Honoring Blues Great B.B. King

When B.B. King passed away on May 14th I was heart broken, although I guess I shouldn’t have really been surprised. His health had been deteriorating more rapidly as the complications from diabetes had begun to take its toll on him, a battle that had lasted for the last 20 years of his life. His passing made me pause and recollect the times I had seen B.B. in concert over the years, none more so than the first time I saw him in Pensacola, Florida in 1978–in a cafeteria.

There was no stage, no special lighting, no big stadium amplifiers, and no stadium seating; just your typical expansive school cafeteria with a low white acoustic ceiling, one wall filled with windows revealing the parking lot outside, and institutional brown metal chairs set up in rows that could have just as easily been set up the previous night for a monthly PTA meeting.

And there was no grand introduction. Before the show, several people behind the scene (I wouldn’t have called them roadies) set up a small collection of box monitors for their microphones, guitars, and drums, along with a couple of small PA speakers for the audience. Minutes later after the stage was set, B.B., along with his band, walked in and plugged in their instruments, thanked the audience for being there, and ripped right into “Caledonia.” For me, at the age of 21, witnessing this was highly unusual. Not that long before, I had attended concerts by Pink Floyd and Led Zeppelin at 20,000-seat arenas, replete with gargantuan sound and lighting equipment that could fill 20 semi tractor-trailers. But there was B.B. and his simple sound equipment and cafeteria lighting, set up just 30 feet in front of me. He sounded better than any concert as I had ever attended.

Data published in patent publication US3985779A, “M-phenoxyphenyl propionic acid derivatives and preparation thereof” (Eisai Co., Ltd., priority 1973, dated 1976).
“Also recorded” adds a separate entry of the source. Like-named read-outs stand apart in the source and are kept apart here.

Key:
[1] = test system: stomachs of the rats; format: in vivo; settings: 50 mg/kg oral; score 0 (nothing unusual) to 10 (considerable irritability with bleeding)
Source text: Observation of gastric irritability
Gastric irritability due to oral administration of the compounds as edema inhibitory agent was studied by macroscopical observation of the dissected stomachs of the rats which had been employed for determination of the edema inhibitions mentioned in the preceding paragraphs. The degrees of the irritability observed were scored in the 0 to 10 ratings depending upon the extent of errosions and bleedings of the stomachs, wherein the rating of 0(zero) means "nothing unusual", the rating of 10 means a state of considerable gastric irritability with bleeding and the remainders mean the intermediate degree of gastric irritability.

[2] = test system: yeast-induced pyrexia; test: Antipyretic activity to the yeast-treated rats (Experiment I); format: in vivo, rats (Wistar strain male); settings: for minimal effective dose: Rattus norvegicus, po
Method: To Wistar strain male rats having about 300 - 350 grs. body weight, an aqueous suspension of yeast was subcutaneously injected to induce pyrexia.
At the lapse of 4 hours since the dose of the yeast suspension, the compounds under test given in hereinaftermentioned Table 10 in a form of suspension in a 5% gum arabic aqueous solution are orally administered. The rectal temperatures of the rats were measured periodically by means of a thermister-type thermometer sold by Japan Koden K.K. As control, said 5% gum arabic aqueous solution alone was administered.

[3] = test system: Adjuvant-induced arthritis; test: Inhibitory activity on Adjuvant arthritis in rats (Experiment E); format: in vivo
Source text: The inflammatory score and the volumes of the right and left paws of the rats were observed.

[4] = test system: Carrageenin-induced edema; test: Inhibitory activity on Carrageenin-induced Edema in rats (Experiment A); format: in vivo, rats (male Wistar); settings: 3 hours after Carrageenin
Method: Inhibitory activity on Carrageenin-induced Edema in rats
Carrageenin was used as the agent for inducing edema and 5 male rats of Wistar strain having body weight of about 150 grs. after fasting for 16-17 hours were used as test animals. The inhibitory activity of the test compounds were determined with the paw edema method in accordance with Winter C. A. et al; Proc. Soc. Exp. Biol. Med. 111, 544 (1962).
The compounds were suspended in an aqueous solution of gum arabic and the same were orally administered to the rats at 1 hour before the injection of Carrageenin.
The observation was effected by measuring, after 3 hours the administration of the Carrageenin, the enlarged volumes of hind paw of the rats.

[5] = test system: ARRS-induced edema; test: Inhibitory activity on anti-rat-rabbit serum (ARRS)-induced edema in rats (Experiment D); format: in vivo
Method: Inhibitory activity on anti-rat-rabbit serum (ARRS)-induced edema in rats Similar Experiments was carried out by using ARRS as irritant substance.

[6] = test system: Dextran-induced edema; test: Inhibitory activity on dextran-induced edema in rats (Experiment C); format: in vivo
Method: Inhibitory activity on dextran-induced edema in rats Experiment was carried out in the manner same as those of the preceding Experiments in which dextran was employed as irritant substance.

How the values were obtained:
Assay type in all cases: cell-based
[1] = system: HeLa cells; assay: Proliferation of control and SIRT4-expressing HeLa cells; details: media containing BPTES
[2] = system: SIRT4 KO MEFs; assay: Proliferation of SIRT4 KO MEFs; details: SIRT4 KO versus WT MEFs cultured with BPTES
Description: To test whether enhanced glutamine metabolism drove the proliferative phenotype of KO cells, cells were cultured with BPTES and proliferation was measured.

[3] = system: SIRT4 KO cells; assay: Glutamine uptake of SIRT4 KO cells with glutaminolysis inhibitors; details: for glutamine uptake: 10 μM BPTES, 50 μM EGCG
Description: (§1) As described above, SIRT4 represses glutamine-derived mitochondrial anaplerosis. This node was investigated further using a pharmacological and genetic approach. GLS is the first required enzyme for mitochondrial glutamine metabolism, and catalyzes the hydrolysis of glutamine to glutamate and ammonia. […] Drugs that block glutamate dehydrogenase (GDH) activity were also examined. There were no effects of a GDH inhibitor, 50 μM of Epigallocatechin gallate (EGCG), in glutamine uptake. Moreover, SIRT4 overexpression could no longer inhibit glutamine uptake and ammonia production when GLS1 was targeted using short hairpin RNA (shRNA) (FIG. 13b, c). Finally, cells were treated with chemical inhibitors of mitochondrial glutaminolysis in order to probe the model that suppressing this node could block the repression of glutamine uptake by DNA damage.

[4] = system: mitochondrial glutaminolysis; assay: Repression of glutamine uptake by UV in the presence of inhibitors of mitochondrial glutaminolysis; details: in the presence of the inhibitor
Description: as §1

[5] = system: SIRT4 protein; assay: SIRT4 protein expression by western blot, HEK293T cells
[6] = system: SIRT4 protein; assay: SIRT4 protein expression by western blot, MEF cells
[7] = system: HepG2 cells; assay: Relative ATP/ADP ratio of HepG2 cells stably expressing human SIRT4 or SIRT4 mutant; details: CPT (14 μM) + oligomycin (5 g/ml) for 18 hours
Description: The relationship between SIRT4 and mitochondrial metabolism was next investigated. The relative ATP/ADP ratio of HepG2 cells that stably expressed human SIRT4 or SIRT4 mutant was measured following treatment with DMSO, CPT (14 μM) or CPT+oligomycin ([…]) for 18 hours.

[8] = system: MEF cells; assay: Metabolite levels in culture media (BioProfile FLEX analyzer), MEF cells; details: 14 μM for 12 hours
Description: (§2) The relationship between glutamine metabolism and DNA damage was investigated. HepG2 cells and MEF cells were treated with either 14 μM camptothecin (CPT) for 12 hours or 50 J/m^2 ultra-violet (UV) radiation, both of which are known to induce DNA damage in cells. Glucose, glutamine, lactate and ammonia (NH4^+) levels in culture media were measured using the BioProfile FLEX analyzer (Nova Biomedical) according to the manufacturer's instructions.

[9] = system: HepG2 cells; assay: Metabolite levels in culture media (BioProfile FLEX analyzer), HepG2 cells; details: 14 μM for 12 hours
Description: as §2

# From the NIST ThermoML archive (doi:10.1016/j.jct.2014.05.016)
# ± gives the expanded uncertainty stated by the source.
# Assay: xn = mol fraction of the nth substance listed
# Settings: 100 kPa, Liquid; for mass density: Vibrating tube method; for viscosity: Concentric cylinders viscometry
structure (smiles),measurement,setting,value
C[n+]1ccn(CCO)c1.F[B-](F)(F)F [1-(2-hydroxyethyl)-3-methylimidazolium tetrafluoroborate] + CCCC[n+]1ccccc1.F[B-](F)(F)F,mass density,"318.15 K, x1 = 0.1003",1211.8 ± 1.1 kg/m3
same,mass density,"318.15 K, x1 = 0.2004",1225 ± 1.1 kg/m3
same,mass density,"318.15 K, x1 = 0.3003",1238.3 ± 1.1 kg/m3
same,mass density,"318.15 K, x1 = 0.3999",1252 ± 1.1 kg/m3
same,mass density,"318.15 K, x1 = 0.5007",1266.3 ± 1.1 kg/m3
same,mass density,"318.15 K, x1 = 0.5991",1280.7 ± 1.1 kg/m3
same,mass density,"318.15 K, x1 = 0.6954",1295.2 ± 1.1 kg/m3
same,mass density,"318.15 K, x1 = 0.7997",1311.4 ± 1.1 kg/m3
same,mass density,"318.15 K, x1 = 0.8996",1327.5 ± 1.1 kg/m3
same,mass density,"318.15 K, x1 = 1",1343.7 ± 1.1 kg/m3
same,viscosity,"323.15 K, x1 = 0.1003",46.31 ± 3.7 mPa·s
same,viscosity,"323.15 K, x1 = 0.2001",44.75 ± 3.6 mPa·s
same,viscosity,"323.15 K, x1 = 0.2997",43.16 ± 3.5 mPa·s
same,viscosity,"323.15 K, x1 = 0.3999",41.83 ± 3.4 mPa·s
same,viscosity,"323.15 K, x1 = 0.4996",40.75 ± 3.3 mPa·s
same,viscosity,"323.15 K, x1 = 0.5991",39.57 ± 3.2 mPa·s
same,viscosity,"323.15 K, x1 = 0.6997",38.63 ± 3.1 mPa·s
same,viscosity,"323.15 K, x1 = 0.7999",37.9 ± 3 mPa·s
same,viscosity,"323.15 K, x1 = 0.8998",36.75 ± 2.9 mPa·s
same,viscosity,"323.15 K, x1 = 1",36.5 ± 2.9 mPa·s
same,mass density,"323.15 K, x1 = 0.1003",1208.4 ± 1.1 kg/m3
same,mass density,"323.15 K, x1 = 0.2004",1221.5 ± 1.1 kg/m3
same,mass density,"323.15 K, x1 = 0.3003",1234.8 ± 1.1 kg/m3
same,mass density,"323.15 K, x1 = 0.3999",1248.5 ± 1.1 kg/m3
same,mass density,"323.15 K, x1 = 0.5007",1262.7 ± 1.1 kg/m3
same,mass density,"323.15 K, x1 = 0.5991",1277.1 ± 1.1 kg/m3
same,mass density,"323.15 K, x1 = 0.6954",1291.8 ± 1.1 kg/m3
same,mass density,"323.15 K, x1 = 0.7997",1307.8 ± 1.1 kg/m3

No living blues or rock guitarist was like B.B. Watching and listening to him play his guitar, (“Lucille” as he had called it starting in 1949) with his signature string-bending, vibrato style, was a force of nature as far as I was concerned. And that’s not to underrate his singing. His growling voice, punctuating every important syllable, made him stand out from similar rock and blues guitarists. The fluidity and ease by which he played both his guitar and sang was unmatched, and his ability to mesh both seamlessly, as if neither could  be separated from the other, will always be indelibly etched in my memory.

And what can you say about B.B. King’s legacy that hasn’t already been said? Blues legend: check. Guitar innovator: check. Rock and Roll Hall of Fame inductee: check. “King of the Blues”: check. Blues Hall of Fame: check. Presidential Medal of Freedom: check. B.B.’s influence on other musicians in both the blues and rock and roll is immeasurable and the list of great guitarists who he influenced is numerous: Buddy Guy, Eric Clapton, Robert Cray, Stevie Ray Vaughn, Jimi Hendrix, and the list goes on.

You can learn more about B.B. King and Blues music in eLibrary. To get an idea where B.B. came from, growing up amid humble beginnings in cotton country in Arkansas and becoming one of the most accomplished blues and popular music guitarists of our time, eLibrary’s transcript and audio of the 1996 NPR Fresh Air Interview with B.B. King by Terry Gross is instructional. Here King reminisces about his first guitar, growing up and working on a cotton plantation, and at the age of 19, moving to Memphis to pursue a musical career that would eventually spanned 70 years.

There are more resources associated with B.B. King and Blues Music below, but first  check out this vintage 1969 video of B.B. playing “Just a Little Love“.

ProQuest Research Topics:

B.B. King
Blues Music
Guitar
Musician
Rock and Roll

eLibrary Browse Topics:
Blues
Music
Musical Instruments
Musical Styles
Musicians
Notable African Americans